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Ben Nadel at cf.Objective() 2017 (Washington, D.C.) with: Jim Thomson
Ben Nadel at cf.Objective() 2017 (Washington, D.C.) with: Jim Thomson

Exploring DOM Mutation Observation In Alpine.js 3.13.5

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When your document first renders, Alpine.js traverses the DOM (Document Object Model) tree and activates any existing directive bindings. After this initial activation phase, Alpine.js uses the MutationObserver API to listen for subsequent changes to the DOM structure. And, when it observes changes, it will initialize new directive bindings and teardown old directive bindings as needed. Let's take a closer look at these mechanics in action.

Setting an Element's innerHTML

In this first example, we're going to set the innerHTML of an existing element. The new HTML will contain a subtree that has its own x-data binding as well as other Alpine.js directive bindings. To make the code easier to read, I'm storing the "inert HTML" inside a <template> tag. Alpine.js won't examine the DOM tree inside the template; which means that none of the embedded directives will matter on document render.

<!doctype html>
<html lang="en">
<body>

	<button onclick="mutate()">
		Set innerHTML
	</button>

	<article id="target">
		<!-- To be overridden by mutation. -->
		<p> Default content. </p>
	</article>

	<!--
		NOTE: Since this HTML is inside a TEMPLATE, it will NOT be bound by Alpine.js.
		However, once we insert this HTML into the rendered DOM, it will activate.
	-->
	<template id="source">
		<p
			x-data="{ message: 'Hello sunshine!' }"
			x-init="console.log( 'Inert HTML has been activated!' )">
			<span
				x-text="message"
				:style="{ 'background': 'gold' }">
			</span>
		</p>
	</template>

	<script type="text/javascript" src="../vendor/alpine.3.13.5.js" defer></script>
	<script type="text/javascript">

		function mutate() {

			window.target.innerHTML = window.source.innerHTML;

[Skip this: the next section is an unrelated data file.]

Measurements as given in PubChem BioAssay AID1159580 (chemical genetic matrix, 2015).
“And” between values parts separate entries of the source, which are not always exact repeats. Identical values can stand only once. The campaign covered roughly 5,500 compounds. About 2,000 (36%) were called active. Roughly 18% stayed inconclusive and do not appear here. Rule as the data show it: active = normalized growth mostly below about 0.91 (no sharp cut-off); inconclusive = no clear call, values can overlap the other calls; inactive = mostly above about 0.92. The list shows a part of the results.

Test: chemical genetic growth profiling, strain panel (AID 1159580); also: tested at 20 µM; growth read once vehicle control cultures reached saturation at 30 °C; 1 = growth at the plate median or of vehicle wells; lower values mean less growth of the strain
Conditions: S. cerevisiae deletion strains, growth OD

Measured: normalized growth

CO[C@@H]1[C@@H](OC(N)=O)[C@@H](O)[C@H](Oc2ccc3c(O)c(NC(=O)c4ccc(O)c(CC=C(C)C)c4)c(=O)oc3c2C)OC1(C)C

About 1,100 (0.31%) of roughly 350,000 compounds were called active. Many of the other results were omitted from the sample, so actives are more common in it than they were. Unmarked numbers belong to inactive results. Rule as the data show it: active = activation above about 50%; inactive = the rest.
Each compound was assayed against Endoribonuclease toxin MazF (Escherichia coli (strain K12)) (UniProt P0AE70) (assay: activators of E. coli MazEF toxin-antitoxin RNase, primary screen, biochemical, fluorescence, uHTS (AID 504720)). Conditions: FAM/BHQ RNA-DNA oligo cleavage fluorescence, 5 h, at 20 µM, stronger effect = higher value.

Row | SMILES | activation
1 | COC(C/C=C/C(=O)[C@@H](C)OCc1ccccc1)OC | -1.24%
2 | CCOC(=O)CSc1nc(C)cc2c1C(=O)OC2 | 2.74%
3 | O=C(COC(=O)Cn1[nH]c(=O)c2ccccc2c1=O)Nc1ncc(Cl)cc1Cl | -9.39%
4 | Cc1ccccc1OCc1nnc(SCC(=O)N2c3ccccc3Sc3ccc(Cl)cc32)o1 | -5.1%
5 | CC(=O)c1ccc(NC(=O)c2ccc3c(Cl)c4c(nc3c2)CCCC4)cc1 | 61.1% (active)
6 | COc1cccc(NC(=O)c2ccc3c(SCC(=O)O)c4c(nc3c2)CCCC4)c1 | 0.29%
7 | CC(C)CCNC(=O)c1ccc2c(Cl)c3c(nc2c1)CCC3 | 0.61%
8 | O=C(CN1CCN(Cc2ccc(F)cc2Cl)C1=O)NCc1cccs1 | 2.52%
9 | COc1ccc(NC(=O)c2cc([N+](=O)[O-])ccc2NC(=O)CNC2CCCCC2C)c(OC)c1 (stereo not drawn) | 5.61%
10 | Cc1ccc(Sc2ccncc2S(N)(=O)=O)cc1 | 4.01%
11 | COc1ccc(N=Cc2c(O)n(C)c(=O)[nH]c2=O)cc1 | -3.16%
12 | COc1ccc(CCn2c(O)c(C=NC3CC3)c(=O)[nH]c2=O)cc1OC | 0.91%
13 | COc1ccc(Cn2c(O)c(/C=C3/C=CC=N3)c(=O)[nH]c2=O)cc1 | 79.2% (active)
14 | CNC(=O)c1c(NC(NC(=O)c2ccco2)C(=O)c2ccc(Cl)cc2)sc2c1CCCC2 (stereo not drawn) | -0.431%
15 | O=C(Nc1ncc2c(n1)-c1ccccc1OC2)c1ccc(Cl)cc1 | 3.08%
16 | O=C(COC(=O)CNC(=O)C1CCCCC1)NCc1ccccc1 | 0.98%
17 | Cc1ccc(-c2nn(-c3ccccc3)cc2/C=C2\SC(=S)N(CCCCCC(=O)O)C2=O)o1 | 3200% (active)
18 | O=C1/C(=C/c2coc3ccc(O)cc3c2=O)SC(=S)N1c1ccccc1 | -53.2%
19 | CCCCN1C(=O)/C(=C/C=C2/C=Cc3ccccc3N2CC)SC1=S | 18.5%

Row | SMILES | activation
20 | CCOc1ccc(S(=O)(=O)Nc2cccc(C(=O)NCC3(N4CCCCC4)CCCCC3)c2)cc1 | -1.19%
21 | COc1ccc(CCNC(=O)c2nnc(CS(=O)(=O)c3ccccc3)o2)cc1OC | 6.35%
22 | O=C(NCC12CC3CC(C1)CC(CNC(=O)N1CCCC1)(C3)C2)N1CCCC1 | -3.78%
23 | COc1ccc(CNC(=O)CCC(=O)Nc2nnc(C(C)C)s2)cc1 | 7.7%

}

	</script>

</body>
</html>

Now, if we run this Alpine.js code and set the innerHTML, we get the following output:

DOM mutations being observed by Alpine.js.

As you can see, when we set the innerHTML of the target element, the embedded x-data, x-init, x-text, and x-bind:style directives are all "observed" by Alpine.js; and, are bound to the new DOM tree structure.

Setting An Element's Attribute

The MutationObserver sees more than macro changes to the DOM - it can also see low-level attribute changes. In this example, we're going to take an existing Alpine.js component (ie, one that's already associated with an x-data scope binding) and dynamically inject x-text and x-bind:style directives:

<!doctype html>
<html lang="en">
<body>

	<button onclick="mutate()">
		Set Attribute
	</button>

	<article>
		<p x-data="{ message: 'Hello sunshine!' }">
			<!-- Going to dynamically insert attributes here. -->
			<span id="target"> Default content. </span>
		</p>
	</article>

	<script type="text/javascript" src="../vendor/alpine.3.13.5.js" defer></script>
	<script type="text/javascript">

		function mutate() {

			window.target.setAttribute( "x-text", "message" );
			window.target.setAttribute( "x-bind:style", "{ background: 'gold' }" );

		}

	</script>

</body>
</html>

Now, if we run this Alpine.js code and call .setAttribute() a few times, we get the following output:

DOM mutations being observed by Alpine.js.

As you can see, when we dynamically inject the x-text and x-bind:style directives on the existing element, Alpine.js "observes" the changes and binds the directives to the document.

Replacing an Element's innerHTML

When mutating the existing DOM tree, some changes are additive, as we saw in the previous examples; and, some changes are subtractive. Alpine.js observes these subtractive changes as well. And, will teardown / destroy existing directive bindings as necessary.

In the following example, we're going to completely overwrite the innerHTML of an element that contains an Alpine.js x-data directive. The scope associated with this directive contains both init() and destroy() life-cycle methods so that we can see when the scope is created; and when it's destroyed.

<!doctype html>
<html lang="en">
<body>

	<button onclick="mutate()">
		Replace innerHTML
	</button>

	<article id="target">
		<p x-data="{
				date: new Date().toTimeString().slice( 0, 8 ),
				message: 'Hello sunshine!',
				init: () => console.log( 'init() method invoked.' ),
				destroy: () => console.log( 'destroy() method invoked.' ),
			}">
			<strong x-text="date"></strong> &rarr;
			<span x-text="message"></span>
		</p>
	</article>